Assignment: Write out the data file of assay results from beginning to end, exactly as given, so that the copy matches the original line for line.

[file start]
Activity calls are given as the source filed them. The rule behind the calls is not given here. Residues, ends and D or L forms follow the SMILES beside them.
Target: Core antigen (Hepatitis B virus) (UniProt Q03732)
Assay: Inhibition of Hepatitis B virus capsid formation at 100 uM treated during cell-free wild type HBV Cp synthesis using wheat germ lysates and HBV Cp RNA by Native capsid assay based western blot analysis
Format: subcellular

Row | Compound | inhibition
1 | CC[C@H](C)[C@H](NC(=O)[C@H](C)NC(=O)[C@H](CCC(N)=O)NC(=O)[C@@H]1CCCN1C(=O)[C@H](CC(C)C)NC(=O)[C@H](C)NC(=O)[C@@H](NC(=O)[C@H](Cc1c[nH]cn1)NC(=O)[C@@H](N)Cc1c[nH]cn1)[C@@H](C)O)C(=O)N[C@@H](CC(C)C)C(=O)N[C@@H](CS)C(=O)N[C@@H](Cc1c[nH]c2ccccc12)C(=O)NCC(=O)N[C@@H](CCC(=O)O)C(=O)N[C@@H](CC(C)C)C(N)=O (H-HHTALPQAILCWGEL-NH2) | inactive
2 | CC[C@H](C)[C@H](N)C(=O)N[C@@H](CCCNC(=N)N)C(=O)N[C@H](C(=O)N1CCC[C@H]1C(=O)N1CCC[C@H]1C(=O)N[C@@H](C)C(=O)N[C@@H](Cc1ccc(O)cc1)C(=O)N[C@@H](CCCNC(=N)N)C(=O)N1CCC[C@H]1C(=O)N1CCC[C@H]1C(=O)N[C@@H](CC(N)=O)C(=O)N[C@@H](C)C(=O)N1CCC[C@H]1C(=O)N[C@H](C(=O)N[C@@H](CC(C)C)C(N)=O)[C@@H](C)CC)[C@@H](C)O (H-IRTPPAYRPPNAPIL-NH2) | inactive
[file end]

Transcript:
Activity calls are given as the source filed them. The rule behind the calls is not given here. Residues, ends and D or L forms follow the SMILES beside them.
Target: Core antigen (Hepatitis B virus) (UniProt Q03732)
Assay: Inhibition of Hepatitis B virus capsid formation at 100 uM treated during cell-free wild type HBV Cp synthesis using wheat germ lysates and HBV Cp RNA by Native capsid assay based western blot analysis
Format: subcellular

Row | Compound | inhibition
1 | CC[C@H](C)[C@H](NC(=O)[C@H](C)NC(=O)[C@H](CCC(N)=O)NC(=O)[C@@H]1CCCN1C(=O)[C@H](CC(C)C)NC(=O)[C@H](C)NC(=O)[C@@H](NC(=O)[C@H](Cc1c[nH]cn1)NC(=O)[C@@H](N)Cc1c[nH]cn1)[C@@H](C)O)C(=O)N[C@@H](CC(C)C)C(=O)N[C@@H](CS)C(=O)N[C@@H](Cc1c[nH]c2ccccc12)C(=O)NCC(=O)N[C@@H](CCC(=O)O)C(=O)N[C@@H](CC(C)C)C(N)=O (H-HHTALPQAILCWGEL-NH2) | inactive
2 | CC[C@H](C)[C@H](N)C(=O)N[C@@H](CCCNC(=N)N)C(=O)N[C@H](C(=O)N1CCC[C@H]1C(=O)N1CCC[C@H]1C(=O)N[C@@H](C)C(=O)N[C@@H](Cc1ccc(O)cc1)C(=O)N[C@@H](CCCNC(=N)N)C(=O)N1CCC[C@H]1C(=O)N1CCC[C@H]1C(=O)N[C@@H](CC(N)=O)C(=O)N[C@@H](C)C(=O)N1CCC[C@H]1C(=O)N[C@H](C(=O)N[C@@H](CC(C)C)C(N)=O)[C@@H](C)CC)[C@@H](C)O (H-IRTPPAYRPPNAPIL-NH2) | inactive